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International Agency for Research on Cancer (IARC) - Summaries & Evaluations

THE FURNITURE AND CABINET-MAKING INDUSTRY

VOL.: 25 (1981) (p. 99)

5. Summary of Data Reported and Evaluation

5.1 Summary of data

A number of studies are available on the relationship between nasal cancer, in particular nasal adenocarcinoma, and occupational exposure in the furniture and cabinet-making industry. An initial clinical report, pointing out the high frequency of furniture workers among nasal adenocarcinoma cases from High Wycombe (near Oxford), in England, has been followed by three epidemiological studies from the same country. In the first, an approximately twenty-fold increase in the incidence of nasal cancer has been observed in the southern part of the Oxford Hospital region, with three-quarters of the cases being represented by adenocarcinomas. In the second study, based on complete ascertainment of all cases of nasal cancer that occurred in a defined area around Oxford during a decade, a ten-fold excess risk of nasal cancer was observed for furniture workers, with 90% of the cases being adenocarcinomas (against about 10% among other occupations). The third study comprises all cases of nasal cancer registered in the whole of England and Wales (excluding the Oxford region) during a defined period, and shows an increased incidence of nasal adenocarcinoma (relative risk, about 100) among furniture workers. A smaller but still significant increase in relative risk was also found for nasal cancers other than adenocarcinomas.

Studies in other countries also show excesses of nasal cancers in furniture workers.

Less information is available with respect to other cancer risks. A death certificate survey in England and Wales showed a 30% increased incidence of lung cancer among cabinet-makers; this survey showed a decrease of a similar size for patternmakers. A SMR of 84 was seen in US mortality statistics for furniture-fixture occupations. A case-control study (involving interviews with next-of-kin of dead people) from Sweden reported a six-fold increased risk of lung cancer for furniture makers (based on four cases with the relevant exposure). The same study found a small, non-significantly increased risk for gastrointestinal cancers.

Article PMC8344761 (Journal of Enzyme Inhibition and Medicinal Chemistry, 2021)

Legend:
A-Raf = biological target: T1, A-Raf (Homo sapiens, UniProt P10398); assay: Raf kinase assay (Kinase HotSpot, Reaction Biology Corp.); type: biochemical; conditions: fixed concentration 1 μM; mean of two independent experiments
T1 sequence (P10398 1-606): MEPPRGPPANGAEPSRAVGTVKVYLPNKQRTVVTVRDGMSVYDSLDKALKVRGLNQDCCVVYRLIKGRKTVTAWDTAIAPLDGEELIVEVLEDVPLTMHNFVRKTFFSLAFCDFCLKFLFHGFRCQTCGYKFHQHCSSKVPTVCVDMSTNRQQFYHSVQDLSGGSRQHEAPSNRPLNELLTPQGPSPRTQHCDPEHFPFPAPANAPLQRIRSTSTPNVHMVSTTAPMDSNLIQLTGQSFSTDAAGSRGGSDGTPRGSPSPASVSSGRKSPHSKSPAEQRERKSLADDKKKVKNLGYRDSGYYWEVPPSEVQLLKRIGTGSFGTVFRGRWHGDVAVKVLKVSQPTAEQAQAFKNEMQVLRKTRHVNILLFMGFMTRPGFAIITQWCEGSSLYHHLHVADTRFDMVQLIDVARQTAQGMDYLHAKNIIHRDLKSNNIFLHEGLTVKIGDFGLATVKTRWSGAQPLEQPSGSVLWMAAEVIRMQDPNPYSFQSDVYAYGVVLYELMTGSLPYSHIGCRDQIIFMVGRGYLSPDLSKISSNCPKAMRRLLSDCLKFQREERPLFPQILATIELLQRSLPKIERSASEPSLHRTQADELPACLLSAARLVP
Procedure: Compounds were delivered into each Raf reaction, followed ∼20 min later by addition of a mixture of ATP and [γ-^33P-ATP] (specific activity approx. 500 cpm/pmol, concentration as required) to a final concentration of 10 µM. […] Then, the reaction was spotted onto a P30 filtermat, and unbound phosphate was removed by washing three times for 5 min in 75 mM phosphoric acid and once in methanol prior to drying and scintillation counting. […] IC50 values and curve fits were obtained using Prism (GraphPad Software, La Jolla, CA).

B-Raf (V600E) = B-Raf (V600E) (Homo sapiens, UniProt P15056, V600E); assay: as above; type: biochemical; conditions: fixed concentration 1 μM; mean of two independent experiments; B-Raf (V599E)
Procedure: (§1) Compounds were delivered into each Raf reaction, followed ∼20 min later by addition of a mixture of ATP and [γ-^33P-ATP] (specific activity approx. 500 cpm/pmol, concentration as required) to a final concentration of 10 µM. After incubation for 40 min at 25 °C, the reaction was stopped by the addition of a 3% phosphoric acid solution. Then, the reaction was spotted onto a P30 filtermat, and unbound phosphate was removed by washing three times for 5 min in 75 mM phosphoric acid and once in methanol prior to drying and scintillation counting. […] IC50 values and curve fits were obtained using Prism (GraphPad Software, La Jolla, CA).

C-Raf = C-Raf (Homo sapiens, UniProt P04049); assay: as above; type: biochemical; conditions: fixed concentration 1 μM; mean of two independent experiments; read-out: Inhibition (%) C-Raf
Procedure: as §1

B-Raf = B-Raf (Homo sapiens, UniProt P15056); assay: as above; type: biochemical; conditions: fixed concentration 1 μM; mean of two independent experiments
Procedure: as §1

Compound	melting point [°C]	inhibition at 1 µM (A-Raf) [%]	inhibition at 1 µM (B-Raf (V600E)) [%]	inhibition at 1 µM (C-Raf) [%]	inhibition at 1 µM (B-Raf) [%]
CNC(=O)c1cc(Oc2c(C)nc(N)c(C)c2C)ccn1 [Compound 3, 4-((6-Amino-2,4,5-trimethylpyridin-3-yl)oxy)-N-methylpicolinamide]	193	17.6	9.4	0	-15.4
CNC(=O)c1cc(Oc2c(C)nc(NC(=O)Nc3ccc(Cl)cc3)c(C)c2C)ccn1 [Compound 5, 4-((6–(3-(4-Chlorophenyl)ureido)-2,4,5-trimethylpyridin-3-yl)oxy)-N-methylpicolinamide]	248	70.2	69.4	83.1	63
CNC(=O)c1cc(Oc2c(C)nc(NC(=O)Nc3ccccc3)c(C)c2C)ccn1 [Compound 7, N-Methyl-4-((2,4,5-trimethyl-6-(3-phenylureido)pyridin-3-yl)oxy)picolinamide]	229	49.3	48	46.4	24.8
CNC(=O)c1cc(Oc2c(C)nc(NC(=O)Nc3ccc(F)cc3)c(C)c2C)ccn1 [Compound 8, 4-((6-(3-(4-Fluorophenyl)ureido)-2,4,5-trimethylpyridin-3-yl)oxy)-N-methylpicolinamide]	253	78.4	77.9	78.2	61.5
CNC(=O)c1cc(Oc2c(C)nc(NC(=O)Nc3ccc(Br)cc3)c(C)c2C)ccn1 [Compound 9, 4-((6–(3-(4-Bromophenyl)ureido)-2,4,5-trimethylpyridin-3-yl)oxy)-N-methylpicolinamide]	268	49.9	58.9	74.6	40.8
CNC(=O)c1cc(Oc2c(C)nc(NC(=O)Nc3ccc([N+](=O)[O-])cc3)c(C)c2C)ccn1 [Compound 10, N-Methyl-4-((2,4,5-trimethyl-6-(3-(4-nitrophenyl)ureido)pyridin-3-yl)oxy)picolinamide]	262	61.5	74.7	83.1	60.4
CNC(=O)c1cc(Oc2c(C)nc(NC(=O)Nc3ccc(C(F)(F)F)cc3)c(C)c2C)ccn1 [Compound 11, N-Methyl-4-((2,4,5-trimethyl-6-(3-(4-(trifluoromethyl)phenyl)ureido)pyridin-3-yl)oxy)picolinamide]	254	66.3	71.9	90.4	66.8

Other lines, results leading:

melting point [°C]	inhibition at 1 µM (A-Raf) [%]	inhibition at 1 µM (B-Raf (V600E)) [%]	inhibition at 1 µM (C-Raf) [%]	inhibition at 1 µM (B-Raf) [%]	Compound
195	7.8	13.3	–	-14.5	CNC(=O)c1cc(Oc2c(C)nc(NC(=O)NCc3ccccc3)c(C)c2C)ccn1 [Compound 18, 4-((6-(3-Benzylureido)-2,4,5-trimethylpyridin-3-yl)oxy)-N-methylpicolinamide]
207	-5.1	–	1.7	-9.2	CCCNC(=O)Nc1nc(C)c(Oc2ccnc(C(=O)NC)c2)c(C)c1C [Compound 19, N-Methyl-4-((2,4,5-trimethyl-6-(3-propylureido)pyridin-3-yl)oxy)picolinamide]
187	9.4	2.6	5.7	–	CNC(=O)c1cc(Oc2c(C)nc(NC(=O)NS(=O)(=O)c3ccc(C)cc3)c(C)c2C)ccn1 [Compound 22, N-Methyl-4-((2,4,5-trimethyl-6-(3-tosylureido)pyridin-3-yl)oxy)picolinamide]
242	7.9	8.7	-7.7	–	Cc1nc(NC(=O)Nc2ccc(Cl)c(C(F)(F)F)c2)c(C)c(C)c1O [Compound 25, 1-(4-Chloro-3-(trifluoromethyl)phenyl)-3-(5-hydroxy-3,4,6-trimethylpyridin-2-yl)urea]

Of three studies (two from the US, one from England), which have examined the association between Hodgkin's disease and occupation in the furniture industry, none has shown an association.

There is evidence of a link between the occurrence of nasal cancers in furniture workers and the introduction of mechanized operations that produce high levels of wood dust. The English epidemiological study strongly suggests a linkage of these cancers with exposure to hardwood dusts. Nevertheless, case reports from France also relate to exposures that began in the 1950s when softwoods and exotic hardwoods came into use. One report suggests a linkage with exposure to plywood dust for some cases.

The description of the industrial process indicates the use of chemicals for which there is evidence of carcinogenicity in humans and/or experimental animals (see Appendix 4, in this volume). Some of these chemicals are no longer used, but others still are.

5.2 Evaluation

There is sufficient evidence that nasal adenocarcinomas have been caused by employment in the furniture-making industry. The excess risk occurs mainly among those exposed to wood dust. Although adenocarcinomas predominate, an increased risk of other nasal cancers among furniture workers is also suggested. One study showed an increased relative risk for lung cancer (based on four cases from one factory); however, mortality statistics have in general shown no increase in lung cancer. No evaluation of the risk of lung cancer is possible.

For definition of the italicized terms, see Preamble Evaluation.

Subsequent evaluation: Suppl. 7 (1987)


Last updated: 8 April 1998






















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